Until then... keep striving to achieve the five year plan!


  1. I think, the most weird building in former Soviet bloc is georgian ministry of transport in Tbilisi -

  2. Great topic - I live in Bratislava and walk past the National Radio pyramid building every day. It's quite a lot nicer on the inside, with such a vast space soaring above you and sunlight coming in through the many windows on each level. Other buildings from the CEE region I'd nominate for the list include the post office building in Skopje, Macedonia (like something out of a sci-fi film), the ring of abandoned factories and steel mills surrounding Corvin castle in Hunedoara, Romania (and the fantastic socialist-realist murals in the train station there), and the amazingly ugly socialist shopping centre plonked down in the centre of the beautiful medieval square in Jihlava, Czech Republic.


    Geoff Brown

  3. Thanks jasvat and Wildroo. I get a lot of mileage out of amazing communist-era leftovers, as far as writing travel articles goes - check out this piece from November 2009:

  4. One good addition to your list would have been "Gruto Parkas" nearby town of Druskininkai, Lithuania. The park houses vast amount of statues portraying former Soviet leaders collected from all over the baltics.

  5. I live in Warsaw and pass everyday by the Palace of Culture and by Warszawa Centralan (Train Station). The Station has nothing to defend itself with. It is ugly, poorly kept and quite simply a FUBAR situation. There are talks of demolishing it to build a proper one, but its all talk, no act. Regarding the Palace of Culture, I just love it. Being hated by some (mostly the elderly who still remember the pearls of the Soviet times) and liked by many (mostly the young) it is unarguably the main Landmark of Warsaw, a city that by itself lacks many such monuments. Maybe cos I grew up in the west and harbour no particular grudge against communism, I find such relics rather charming.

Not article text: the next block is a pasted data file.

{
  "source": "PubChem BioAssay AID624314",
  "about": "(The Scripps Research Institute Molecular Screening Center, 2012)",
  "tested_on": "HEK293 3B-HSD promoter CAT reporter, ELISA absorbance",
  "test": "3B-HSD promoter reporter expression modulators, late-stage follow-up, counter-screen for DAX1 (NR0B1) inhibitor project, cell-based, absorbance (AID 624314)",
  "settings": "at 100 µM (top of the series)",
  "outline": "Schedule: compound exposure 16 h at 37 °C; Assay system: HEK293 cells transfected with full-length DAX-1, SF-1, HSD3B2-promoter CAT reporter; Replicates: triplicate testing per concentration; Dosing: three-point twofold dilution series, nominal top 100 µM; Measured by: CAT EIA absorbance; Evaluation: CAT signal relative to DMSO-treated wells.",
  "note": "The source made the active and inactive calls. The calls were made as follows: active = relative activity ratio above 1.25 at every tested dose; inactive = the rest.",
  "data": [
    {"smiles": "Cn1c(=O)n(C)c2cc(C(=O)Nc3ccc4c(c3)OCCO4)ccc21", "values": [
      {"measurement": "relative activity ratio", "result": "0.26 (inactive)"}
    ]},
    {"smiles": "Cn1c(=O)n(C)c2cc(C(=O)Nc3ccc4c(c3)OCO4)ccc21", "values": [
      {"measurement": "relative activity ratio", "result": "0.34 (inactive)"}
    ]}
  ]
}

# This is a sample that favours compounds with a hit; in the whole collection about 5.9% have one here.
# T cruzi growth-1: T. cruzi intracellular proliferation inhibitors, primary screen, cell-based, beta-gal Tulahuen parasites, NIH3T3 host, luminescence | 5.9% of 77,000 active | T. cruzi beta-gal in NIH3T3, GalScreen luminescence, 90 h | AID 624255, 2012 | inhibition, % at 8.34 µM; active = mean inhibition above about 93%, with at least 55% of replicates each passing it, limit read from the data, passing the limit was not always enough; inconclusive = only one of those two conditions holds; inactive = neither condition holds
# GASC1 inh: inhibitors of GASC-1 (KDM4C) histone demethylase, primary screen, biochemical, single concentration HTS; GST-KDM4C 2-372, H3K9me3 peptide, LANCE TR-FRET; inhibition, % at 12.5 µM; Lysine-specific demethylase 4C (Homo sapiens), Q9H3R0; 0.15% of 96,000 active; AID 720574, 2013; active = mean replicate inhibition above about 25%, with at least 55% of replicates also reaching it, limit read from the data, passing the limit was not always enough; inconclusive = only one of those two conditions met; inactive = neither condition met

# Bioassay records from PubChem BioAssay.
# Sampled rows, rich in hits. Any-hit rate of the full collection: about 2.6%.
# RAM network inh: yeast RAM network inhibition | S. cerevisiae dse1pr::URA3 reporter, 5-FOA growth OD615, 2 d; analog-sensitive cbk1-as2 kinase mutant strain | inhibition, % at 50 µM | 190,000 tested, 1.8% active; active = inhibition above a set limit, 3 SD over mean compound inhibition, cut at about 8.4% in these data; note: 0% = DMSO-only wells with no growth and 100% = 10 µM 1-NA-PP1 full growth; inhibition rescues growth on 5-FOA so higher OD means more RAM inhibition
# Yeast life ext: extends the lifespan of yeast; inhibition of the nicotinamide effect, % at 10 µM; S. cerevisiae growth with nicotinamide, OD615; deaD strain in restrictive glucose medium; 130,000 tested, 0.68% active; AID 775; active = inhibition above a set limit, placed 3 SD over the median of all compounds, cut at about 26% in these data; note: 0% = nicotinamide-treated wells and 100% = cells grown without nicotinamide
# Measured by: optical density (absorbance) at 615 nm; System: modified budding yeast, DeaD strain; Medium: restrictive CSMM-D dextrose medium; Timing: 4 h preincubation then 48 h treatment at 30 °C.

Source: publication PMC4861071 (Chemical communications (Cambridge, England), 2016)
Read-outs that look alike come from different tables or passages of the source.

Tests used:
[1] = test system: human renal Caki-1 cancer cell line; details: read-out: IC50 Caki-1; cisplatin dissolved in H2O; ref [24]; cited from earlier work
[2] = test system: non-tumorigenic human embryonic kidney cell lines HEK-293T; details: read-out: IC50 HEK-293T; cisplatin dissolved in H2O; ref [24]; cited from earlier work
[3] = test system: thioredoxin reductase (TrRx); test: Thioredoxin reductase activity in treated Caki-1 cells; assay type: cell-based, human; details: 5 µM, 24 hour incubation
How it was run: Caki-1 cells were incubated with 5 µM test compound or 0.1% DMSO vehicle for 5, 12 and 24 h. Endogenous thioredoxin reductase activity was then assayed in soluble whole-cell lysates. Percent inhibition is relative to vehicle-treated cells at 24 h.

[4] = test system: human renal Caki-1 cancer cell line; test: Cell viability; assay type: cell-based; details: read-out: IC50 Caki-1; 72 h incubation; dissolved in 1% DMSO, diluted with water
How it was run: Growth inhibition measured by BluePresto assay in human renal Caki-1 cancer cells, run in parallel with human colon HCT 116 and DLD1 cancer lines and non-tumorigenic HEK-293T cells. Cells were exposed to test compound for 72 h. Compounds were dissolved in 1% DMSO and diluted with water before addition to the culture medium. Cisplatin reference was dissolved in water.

6. I don't know Adrian, I think Warszawa Centralna still has potential to be redeemed. Those labyrinthine corridors beneath it are quite horrible, but the main hall (which hardly anyone ever goes up into) is big and airy. I'd like to see it kept, but renovated and improved.

  7. Memento park just outside Budapest is a bizarre collection of Soviet statues and icons, from all over Hungary after the collapse of the USSR. It's one freaky theme park.